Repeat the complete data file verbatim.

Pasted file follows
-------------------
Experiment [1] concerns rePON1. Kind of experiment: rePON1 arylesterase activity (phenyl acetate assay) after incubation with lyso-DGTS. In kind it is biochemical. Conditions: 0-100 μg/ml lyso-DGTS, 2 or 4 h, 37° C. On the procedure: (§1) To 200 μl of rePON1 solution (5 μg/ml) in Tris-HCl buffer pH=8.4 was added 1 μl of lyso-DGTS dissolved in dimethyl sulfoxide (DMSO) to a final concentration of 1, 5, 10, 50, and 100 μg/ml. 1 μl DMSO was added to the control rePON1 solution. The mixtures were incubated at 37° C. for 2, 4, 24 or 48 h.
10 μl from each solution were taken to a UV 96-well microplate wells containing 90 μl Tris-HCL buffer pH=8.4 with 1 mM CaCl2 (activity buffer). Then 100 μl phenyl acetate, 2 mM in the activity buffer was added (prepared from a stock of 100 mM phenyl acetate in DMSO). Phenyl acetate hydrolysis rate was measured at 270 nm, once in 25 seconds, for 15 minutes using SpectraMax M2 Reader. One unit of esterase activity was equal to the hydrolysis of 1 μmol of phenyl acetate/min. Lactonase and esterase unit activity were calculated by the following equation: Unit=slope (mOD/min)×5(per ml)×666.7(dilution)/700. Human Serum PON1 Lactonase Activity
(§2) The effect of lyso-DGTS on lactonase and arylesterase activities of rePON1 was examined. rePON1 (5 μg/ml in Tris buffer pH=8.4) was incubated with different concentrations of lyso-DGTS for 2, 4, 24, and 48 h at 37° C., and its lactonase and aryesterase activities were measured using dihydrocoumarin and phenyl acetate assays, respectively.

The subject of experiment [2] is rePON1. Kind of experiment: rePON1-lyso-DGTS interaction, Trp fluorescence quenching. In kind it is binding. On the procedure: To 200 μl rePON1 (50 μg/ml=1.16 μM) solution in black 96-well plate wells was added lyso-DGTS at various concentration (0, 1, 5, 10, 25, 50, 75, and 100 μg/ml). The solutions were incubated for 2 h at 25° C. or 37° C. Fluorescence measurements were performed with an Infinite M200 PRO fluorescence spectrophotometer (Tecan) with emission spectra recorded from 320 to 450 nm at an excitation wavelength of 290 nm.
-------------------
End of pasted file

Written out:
Experiment [1] concerns rePON1. Kind of experiment: rePON1 arylesterase activity (phenyl acetate assay) after incubation with lyso-DGTS. In kind it is biochemical. Conditions: 0-100 μg/ml lyso-DGTS, 2 or 4 h, 37° C. On the procedure: (§1) To 200 μl of rePON1 solution (5 μg/ml) in Tris-HCl buffer pH=8.4 was added 1 μl of lyso-DGTS dissolved in dimethyl sulfoxide (DMSO) to a final concentration of 1, 5, 10, 50, and 100 μg/ml. 1 μl DMSO was added to the control rePON1 solution. The mixtures were incubated at 37° C. for 2, 4, 24 or 48 h.
10 μl from each solution were taken to a UV 96-well microplate wells containing 90 μl Tris-HCL buffer pH=8.4 with 1 mM CaCl2 (activity buffer). Then 100 μl phenyl acetate, 2 mM in the activity buffer was added (prepared from a stock of 100 mM phenyl acetate in DMSO). Phenyl acetate hydrolysis rate was measured at 270 nm, once in 25 seconds, for 15 minutes using SpectraMax M2 Reader. One unit of esterase activity was equal to the hydrolysis of 1 μmol of phenyl acetate/min. Lactonase and esterase unit activity were calculated by the following equation: Unit=slope (mOD/min)×5(per ml)×666.7(dilution)/700. Human Serum PON1 Lactonase Activity
(§2) The effect of lyso-DGTS on lactonase and arylesterase activities of rePON1 was examined. rePON1 (5 μg/ml in Tris buffer pH=8.4) was incubated with different concentrations of lyso-DGTS for 2, 4, 24, and 48 h at 37° C., and its lactonase and aryesterase activities were measured using dihydrocoumarin and phenyl acetate assays, respectively.

The subject of experiment [2] is rePON1. Kind of experiment: rePON1-lyso-DGTS interaction, Trp fluorescence quenching. In kind it is binding. On the procedure: To 200 μl rePON1 (50 μg/ml=1.16 μM) solution in black 96-well plate wells was added lyso-DGTS at various concentration (0, 1, 5, 10, 25, 50, 75, and 100 μg/ml). The solutions were incubated for 2 h at 25° C. or 37° C. Fluorescence measurements were performed with an Infinite M200 PRO fluorescence spectrophotometer (Tecan) with emission spectra recorded from 320 to 450 nm at an excitation wavelength of 290 nm.